J. Plain Language

We drafted this Final Rule in plain language.

K. Paperwork Reduction Act

As part of our continuing effort to reduce paperwork and respondent burden, we conduct a preclearance consultation program to provide the general public and Federal agencies with an opportunity to comment on proposed and continuing collections of information in accordance with the Paperwork Reduction Act of 1995 (PRA) (44 U.S.C. 3506(c)(2)(A)). This process helps to ensure that the public understands the collection instructions; that respondents provide requested data in the desired format; that reporting burden (time and financial resources) is minimized; that collection instruments are clearly understood; and that we properly assess the impact of collection requirements on respondents.

The PRA requires all Federal agencies to analyze proposed regulations for potential time burdens on the regulated community created by provisions within the proposed regulations that require the submission of information. These information collection (IC) requirements must be submitted to the OMB for approval. Persons are not required to respond to a collection of information unless it displays a currently valid OMB control number as required in 5 CFR 1320.11(l) or it is exempt from the PRA.

The majority of the IC requirements for the current H-2B program are approved under OMB control number 1205-0466 (which includes ETA Form 9141 and ETA Form 9142). There are no burden adjustments that need to be made to the analysis. For an additional explanation of how we calculated the burden hours and related costs, the PRA package for information collection OMB control number 1205-0466 may be obtained at http://www.RegInfo.gov.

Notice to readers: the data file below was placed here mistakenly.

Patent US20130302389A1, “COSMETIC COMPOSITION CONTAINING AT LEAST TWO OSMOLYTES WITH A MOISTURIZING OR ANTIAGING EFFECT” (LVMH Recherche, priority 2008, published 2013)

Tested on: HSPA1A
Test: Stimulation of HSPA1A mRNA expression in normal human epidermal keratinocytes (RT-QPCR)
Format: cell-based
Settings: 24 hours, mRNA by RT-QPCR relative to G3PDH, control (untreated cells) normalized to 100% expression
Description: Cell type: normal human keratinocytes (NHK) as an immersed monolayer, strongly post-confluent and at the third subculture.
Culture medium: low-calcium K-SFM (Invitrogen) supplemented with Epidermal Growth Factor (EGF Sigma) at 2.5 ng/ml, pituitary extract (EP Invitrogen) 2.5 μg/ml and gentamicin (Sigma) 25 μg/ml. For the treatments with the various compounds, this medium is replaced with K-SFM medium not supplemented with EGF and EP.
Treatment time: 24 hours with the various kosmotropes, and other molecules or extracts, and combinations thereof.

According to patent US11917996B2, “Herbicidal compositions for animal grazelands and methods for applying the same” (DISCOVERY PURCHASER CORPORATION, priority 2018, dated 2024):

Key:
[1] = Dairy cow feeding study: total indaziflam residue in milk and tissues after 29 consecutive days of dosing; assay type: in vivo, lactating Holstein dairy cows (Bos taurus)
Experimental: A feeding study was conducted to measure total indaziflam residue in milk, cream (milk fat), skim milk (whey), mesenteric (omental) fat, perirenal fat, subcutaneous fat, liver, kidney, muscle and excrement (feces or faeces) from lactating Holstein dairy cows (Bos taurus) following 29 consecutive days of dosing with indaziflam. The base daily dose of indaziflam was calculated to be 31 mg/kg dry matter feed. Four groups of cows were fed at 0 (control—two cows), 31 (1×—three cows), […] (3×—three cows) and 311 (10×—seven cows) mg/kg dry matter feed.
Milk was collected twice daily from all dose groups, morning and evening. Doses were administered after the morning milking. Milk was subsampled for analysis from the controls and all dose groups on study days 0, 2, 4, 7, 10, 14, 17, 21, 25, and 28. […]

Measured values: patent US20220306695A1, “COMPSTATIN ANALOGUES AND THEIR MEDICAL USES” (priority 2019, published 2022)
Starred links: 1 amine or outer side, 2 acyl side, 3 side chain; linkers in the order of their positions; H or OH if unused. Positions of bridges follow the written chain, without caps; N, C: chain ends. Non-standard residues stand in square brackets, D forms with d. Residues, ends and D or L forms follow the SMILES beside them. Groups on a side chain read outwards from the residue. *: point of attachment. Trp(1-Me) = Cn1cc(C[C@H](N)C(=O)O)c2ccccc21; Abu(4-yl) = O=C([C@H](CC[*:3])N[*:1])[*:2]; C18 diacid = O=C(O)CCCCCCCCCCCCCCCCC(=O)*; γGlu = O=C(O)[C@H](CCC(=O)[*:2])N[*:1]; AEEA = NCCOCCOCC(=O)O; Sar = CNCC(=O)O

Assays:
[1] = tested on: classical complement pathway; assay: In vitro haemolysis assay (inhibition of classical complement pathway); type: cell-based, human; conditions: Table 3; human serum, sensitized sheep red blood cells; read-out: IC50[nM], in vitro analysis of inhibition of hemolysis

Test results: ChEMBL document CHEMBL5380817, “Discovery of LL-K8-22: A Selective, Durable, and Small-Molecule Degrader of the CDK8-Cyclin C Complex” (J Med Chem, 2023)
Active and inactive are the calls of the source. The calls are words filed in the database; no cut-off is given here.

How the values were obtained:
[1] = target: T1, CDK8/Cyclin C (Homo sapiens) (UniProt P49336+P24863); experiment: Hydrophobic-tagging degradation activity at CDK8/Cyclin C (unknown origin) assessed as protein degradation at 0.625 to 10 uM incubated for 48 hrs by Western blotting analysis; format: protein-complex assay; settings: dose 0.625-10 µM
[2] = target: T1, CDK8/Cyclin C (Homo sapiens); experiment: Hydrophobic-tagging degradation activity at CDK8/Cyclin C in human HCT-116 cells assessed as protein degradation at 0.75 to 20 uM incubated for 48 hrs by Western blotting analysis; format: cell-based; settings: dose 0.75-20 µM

IV. Change of Effective Date of Wage Rule

In the final rule published January 19, 2011, 76 FR 3452, under the DATES section, the effective date of the final rule is amended to read as follows:

This final rule is effective September 30, 2011.

Signed in Washington, this 26th day of July 2011. Jane Oates,

Assistant Secretary, Employment and Training Administration.

Footnotes

1. On August 30, 2010, the U.S. District Court for the Eastern District of Pennsylvania in CATA v. Solis,2010 WL 3431761 (E.D. Pa.) ruled that the Department had violated the Administrative Procedure Act by failing to adequately explain its reasoning for using skill levels as part of the H-2B prevailing wage determinations, and failing to consider comments relating to the choice of appropriate data sets in deciding to rely on OES data rather than SCA and DBA in setting the prevailing wage rates. The court ordered the Department to “promulgate new rules concerning the calculation of the prevailing wage rate in the H-2B program that are in compliance with the Administrative Procedure Act no later than 120 days from the date of this order.” The order was later amended to provide additional time, until January 18, 2011, to promulgate a final rule.

2. It has not been possible to perform recalculations of the prevailing wage before July 1, as the wages in OES are updated on or about that date each year, and were not available before that date for use in the H-2B program.

3. Until we have reviewed all affected applications some of which are still in the process of adjudication we will not know the exact number of determinations that that the NPWC must issue.

4. 76 FR 37686, 37688-89 (June 28, 2011).

5. 76 FR 3452, 3475 (Jan. 19, 2011).

6. See id. at 3476.

7. Id.

8. Lipton, Douglas D. Analysis of Economic Impact of H-2B Worker Program on Maryland's Economy.

References